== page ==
Guest Column: Expanding Emergency Access To Epinephrine
State Representative John Becker
December 17, 2015
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For those with a food allergy, or other allergy treated by epinephrine, quick access to the drug can often mean the difference between life and death. Although many who rely on an epi-pen often carry the medication with them regularly, unforeseen circumstances can arise where an individual is without their epi-pen, or the expiration date for the epinephrine has passed. It is in these situations that there must be a back-up plan for saving the individual’s life.

Recently, the Ohio House passed House Bill 200, legislation that allows various facilities to keep non-patient specific epi-pens on hand to treat anaphylactic shock. Under this legislation, the facilities that would be allowed to obtain epi-pens include child day-care centers, colleges and universities, places of employment, restaurants, amusement parks, recreation camps, sports fields, and other similar locations. Many of the facilities listed in the legislation are seen as common places for individuals to come into contact with allergens, such as bees or peanuts, initiating anaphylactic shock.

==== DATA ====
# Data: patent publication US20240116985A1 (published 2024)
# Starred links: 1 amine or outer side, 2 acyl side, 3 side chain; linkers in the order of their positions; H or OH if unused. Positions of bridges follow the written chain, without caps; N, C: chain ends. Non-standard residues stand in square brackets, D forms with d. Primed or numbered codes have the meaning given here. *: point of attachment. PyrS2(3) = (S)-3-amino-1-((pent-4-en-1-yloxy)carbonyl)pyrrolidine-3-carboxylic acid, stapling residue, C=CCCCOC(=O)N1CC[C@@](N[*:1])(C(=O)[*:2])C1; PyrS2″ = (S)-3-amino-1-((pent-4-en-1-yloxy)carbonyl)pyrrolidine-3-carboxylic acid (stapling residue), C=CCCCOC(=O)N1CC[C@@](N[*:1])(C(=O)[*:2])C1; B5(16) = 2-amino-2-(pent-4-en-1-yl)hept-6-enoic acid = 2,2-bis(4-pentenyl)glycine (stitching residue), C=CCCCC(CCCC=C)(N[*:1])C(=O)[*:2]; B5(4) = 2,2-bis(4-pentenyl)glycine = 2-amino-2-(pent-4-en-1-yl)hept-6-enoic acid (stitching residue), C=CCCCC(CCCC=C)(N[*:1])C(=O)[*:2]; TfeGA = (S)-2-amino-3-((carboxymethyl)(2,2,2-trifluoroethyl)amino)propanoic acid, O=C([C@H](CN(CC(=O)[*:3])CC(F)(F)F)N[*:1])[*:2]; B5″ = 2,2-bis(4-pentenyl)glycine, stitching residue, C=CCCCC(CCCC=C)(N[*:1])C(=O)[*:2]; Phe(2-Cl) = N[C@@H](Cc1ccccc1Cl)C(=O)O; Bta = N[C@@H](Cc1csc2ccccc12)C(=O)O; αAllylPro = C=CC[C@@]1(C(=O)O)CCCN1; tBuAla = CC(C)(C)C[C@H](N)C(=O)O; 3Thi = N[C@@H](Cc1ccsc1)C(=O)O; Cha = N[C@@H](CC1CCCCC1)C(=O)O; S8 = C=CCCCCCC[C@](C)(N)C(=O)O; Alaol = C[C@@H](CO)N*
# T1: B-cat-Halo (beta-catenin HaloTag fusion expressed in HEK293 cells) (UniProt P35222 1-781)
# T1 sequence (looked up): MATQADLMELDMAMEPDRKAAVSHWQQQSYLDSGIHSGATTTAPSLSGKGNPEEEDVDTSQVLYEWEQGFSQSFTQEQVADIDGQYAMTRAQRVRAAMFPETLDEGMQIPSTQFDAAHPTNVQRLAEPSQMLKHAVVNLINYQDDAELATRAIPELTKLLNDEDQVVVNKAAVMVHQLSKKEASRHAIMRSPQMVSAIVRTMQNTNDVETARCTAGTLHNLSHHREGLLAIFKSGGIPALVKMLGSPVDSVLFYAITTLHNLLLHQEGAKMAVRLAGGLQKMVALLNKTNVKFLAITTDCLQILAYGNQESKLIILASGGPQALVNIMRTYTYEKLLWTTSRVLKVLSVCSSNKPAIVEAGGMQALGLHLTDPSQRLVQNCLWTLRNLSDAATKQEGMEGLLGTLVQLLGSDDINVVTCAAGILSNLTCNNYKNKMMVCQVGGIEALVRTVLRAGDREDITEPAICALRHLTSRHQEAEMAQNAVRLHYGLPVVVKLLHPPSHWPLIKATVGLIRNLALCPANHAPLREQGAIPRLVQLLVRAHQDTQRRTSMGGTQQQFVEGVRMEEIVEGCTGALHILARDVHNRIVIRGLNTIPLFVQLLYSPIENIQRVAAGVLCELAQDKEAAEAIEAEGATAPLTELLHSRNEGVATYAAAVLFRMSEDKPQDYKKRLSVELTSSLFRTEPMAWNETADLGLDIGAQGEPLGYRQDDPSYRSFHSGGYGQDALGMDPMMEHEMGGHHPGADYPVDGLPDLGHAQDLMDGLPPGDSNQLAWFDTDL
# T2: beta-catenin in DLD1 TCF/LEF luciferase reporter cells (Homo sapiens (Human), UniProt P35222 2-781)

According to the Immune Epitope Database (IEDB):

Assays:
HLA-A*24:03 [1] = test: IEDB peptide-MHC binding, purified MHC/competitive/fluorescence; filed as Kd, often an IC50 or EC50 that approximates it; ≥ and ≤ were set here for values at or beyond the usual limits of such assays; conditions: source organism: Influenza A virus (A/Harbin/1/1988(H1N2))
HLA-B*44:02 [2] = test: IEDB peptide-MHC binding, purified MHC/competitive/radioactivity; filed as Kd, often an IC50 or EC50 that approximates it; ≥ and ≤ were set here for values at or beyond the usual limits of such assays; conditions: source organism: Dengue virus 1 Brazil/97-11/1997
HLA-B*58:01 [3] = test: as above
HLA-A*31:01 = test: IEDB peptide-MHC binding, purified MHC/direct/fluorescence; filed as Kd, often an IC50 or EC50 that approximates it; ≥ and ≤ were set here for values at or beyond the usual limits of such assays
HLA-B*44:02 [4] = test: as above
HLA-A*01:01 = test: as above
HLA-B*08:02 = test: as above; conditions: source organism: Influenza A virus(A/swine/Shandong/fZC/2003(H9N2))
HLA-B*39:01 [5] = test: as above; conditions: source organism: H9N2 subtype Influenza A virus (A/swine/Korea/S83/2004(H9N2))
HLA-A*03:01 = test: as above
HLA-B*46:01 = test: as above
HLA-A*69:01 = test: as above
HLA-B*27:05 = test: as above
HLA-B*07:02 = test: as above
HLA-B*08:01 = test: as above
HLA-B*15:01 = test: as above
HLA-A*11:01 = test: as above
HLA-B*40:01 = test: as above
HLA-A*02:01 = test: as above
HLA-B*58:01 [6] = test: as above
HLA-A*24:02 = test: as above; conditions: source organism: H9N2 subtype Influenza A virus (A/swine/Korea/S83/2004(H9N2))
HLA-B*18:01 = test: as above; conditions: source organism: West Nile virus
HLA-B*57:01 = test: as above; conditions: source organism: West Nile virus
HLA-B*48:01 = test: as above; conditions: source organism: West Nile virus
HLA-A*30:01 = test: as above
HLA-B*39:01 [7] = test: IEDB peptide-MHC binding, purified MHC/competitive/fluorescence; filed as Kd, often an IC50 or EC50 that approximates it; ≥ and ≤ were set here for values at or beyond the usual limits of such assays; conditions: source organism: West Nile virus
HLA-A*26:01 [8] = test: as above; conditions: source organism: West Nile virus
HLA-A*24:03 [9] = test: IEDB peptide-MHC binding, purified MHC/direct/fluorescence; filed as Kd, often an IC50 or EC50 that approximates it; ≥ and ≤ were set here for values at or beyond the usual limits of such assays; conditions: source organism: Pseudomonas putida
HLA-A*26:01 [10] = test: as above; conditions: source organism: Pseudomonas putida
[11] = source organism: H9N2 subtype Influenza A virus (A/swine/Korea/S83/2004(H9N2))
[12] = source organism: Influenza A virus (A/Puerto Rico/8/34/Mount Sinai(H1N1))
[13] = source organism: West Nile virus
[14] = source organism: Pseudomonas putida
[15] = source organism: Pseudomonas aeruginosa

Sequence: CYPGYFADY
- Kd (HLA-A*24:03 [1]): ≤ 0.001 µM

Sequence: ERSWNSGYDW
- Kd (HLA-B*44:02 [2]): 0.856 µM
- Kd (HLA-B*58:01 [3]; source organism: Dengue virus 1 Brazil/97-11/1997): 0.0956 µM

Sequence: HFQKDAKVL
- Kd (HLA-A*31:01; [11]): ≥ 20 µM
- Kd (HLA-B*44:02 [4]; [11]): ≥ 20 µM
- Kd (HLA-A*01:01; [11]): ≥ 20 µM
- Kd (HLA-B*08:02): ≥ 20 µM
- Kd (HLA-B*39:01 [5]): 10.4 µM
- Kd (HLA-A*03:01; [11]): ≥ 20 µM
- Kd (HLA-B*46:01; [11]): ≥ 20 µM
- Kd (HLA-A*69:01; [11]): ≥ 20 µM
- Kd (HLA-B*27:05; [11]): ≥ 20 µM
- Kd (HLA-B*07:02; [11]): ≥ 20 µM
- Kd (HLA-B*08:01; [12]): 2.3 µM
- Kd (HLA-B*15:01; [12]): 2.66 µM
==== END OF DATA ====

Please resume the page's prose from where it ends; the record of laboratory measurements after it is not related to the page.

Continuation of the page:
Last General Assembly, the Ohio House passed similar legislation allowing school districts to keep epi-pens in stock should they choose to do so. For one Akron school district, this has already proven to save two students’ lives. One of the students went into anaphylactic shock after being exposed to peanuts in the school cafeteria, and her epi-pen recently expired and had yet to be replaced. The generic epi-pen that the school nurse had recently acquired was administered, saving the student’s life.

After seeing such immediate impact from the school epi-pen legislation, it became clear that expanding access to epinephrine at various other facilities throughout Ohio can help save even more lives. Although the facilities listed in HB 200 are not required to obtain epi-pens, should they do so, they must follow guidelines provided by a physician. Additionally, the person administering the epinephrine must have participated in training to reduce the likelihood of unforeseen circumstances occurring. By including these two provisions in the bill, we are certifying that the epi-pens are used properly and according to protocol to ensure safety for everyone involved.

As a state legislator, I was proud to vote in favor of this common sense legislation. Similar legislation has already been proven to save lives, and I believe that HB 200 can have the same positive impact on Ohioans. Should you have any feedback on this issue, or any others facing our community, please do not hesitate to contact my office at (614)466-8134 or

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